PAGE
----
ROADWORKS to repair a landslide on the Esplanade between Mt Martha and Safety Beach are unlikely to be finished until February.
VicRoads originally announced the road would reopen in time for Christmas, but now says the contractor “struck rock” leading to a “minor change in the scope of work”.
The landslide occurred in July last year, but repairs were delayed for some months because the affected area required preparation of a Cultural Heritage Management Plan to protect Aboriginal artefacts.
Two other landslides on the Esplanade in recent years were fixed without the need for a CHMP, despite the entire coast being seen as an area of “cultural heritage sensitivity” under the Aboriginal Heritage Act 2006.
The tops of cliffs at Mt Martha Beach North were “shaved” by the Department of Sustainability and Environment in 2011, although the remains of Aboriginal middens can be clearly seen in the dark earth.
A DSE spokesman last week said cliff overhangs behind beach boxes were trimmed “to reduce risks to public safety, and also to ensure the site was safe for construction of the revetment [embankment wall] at the base of the cliff”.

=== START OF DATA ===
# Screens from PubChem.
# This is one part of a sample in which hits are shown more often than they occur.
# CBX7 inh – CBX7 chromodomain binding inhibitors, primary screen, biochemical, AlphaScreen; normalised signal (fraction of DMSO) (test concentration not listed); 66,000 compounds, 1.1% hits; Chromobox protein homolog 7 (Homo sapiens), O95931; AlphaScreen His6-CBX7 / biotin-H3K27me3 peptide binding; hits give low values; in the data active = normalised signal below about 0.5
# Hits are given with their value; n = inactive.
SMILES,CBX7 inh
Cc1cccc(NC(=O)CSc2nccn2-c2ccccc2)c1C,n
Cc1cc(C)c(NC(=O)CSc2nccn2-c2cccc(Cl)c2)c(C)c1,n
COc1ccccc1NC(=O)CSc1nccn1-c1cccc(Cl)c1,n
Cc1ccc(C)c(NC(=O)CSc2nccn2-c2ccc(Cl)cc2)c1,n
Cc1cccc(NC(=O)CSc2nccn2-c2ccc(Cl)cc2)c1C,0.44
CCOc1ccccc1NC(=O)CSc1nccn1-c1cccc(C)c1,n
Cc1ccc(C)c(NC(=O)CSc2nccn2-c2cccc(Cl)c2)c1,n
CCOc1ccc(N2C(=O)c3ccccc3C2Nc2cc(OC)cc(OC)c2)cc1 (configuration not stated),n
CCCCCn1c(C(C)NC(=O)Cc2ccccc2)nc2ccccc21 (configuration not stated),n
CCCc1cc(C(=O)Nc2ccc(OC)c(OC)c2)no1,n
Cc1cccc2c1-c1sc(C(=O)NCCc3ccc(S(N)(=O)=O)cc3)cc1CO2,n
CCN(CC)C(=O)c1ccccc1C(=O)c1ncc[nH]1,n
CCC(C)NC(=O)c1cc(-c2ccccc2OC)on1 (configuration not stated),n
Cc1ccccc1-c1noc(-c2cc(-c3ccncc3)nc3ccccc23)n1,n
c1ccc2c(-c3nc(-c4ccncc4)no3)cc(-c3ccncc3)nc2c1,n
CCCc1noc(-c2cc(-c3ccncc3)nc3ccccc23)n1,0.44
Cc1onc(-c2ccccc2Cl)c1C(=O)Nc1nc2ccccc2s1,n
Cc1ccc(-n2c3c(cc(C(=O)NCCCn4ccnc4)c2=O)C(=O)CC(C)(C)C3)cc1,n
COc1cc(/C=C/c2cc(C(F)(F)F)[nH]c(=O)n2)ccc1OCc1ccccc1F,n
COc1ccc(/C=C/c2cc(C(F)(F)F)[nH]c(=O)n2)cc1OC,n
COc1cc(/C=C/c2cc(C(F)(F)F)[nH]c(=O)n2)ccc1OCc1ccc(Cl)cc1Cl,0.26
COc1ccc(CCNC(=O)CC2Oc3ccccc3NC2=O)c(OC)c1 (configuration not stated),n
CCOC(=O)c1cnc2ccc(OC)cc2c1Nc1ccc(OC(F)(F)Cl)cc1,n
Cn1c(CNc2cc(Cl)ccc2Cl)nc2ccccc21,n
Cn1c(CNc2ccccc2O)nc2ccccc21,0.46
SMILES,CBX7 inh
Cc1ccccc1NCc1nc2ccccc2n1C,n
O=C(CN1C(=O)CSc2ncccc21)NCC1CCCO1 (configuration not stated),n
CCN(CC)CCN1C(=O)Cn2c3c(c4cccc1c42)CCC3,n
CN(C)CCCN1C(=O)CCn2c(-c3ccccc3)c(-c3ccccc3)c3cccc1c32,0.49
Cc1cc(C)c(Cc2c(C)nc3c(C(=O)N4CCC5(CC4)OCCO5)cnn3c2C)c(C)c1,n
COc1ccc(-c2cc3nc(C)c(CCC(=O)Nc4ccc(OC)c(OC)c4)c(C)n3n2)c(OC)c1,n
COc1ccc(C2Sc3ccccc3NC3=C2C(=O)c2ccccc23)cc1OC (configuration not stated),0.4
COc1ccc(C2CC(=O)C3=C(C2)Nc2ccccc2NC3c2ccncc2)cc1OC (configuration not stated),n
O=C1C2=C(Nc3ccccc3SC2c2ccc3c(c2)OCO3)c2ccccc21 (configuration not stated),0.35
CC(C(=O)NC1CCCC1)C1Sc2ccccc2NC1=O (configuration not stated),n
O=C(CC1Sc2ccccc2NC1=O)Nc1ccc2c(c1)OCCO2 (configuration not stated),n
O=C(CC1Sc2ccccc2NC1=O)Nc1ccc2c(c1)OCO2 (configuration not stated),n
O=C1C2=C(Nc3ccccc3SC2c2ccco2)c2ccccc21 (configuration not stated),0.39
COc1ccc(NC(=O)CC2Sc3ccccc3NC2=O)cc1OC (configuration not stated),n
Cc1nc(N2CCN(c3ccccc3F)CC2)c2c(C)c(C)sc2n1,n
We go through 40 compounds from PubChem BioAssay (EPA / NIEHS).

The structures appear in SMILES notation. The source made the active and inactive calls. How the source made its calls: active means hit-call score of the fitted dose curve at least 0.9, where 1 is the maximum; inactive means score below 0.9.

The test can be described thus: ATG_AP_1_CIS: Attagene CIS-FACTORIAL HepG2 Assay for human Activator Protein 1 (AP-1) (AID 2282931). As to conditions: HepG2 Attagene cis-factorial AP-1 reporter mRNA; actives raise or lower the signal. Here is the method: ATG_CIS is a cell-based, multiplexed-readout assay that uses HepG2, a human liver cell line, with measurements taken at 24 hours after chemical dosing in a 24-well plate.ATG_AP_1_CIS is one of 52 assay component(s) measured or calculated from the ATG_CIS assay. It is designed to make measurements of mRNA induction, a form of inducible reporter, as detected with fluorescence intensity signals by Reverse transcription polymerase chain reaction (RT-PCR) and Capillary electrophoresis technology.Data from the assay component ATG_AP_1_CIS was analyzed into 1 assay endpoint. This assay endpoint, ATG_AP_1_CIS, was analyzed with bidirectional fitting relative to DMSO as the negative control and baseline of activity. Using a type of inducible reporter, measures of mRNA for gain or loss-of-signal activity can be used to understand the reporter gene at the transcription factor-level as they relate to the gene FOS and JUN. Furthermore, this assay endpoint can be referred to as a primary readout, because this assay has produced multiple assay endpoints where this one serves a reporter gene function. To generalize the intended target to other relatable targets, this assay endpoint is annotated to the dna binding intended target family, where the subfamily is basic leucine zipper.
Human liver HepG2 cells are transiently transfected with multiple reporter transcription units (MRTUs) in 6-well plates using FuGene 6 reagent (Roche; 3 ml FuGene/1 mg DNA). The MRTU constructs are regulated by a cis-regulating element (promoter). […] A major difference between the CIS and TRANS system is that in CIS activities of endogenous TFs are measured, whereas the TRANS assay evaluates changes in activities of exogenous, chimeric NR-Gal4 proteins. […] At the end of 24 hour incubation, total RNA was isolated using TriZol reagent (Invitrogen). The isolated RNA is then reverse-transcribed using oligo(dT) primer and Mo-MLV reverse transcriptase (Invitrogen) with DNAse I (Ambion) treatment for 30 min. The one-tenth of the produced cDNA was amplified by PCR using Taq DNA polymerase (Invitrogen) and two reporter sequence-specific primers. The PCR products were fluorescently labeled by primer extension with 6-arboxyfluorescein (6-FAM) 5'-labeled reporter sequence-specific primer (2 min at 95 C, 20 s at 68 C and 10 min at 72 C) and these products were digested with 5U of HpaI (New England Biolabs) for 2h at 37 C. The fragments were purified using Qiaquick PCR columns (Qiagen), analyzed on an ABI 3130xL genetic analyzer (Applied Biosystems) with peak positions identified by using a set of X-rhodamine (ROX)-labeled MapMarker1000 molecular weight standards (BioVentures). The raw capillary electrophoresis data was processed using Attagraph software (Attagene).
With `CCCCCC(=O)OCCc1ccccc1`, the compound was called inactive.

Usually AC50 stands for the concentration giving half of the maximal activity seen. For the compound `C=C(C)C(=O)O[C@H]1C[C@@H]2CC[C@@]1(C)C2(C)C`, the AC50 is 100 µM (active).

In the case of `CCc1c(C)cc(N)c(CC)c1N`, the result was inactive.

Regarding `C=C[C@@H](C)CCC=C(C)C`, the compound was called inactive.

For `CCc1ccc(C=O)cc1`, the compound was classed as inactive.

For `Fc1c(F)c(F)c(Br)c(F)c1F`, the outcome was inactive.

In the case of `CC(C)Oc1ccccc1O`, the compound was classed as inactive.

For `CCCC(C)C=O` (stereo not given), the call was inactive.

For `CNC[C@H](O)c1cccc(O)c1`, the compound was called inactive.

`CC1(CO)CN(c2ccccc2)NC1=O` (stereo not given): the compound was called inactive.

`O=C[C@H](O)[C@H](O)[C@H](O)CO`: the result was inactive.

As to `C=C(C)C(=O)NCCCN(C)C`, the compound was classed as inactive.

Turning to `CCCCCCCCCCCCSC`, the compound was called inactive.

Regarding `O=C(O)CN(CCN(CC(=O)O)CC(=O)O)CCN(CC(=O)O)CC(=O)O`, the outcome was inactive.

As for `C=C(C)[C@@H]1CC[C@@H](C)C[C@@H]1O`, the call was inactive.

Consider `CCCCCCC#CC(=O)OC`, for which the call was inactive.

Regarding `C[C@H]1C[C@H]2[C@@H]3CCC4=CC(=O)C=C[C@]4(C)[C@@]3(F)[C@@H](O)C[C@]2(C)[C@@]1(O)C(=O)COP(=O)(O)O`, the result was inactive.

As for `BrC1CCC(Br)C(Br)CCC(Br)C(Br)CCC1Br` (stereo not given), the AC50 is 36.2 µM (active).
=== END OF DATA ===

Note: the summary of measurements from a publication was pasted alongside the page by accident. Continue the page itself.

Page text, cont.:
“Under the Aboriginal Heritage Act 2006 – and as advised in the Coastal Management Act consent given for these works – a CHMP was not required. Investigations conducted by DSE showed there were no AAV-registered midden sites at the location of the cliff works,” the spokesman said.
He said sand transported to Mt Martha North from Mt Martha South “has now stabilised to a more regular seasonal pattern of sand erosion and accretion … [and] should be effective for five to 10 years”.
“Investigations conducted by DSE showed there were no AAV-registered midden sites at the location of the cliff works,” the spokesman said.
Mornington Peninsula Shire was also given the all clear by Aboriginal Affairs Victoria to construct new beach access stairs from the Esplanade near Alice St, Mt Martha.
The shire was told the work was seen as “low impact activities” and no CHMP was needed.
Meanwhile, shell middens affected by the latest landslip near Ian Rd are being removed by hand or an excavator and being monitored by a cultural heritage adviser.
AAV communications manager Carol Nichols said the middens would be relocated to a nearby site.
“Within the Aboriginal Heritage Act 2006 there are provisions to enable emergency works in the aftermath of an emergency that allow works to be undertaken without the requirement for a Cultural Heritage Management Plan to be developed, approved and implemented,” Ms Nichols said.
“A Cultural Heritage Management Plan is required if a high impact activity, as defined in the Aboriginal Heritage Regulations 2007, is being undertaken within 200 metres of the coast, or in a situation where there is potential impact on known Aboriginal cultural heritage.”
Ms Nichols said AAV did not know about the earlier landslips on the Esplanade or the works at Mt Martha North beach.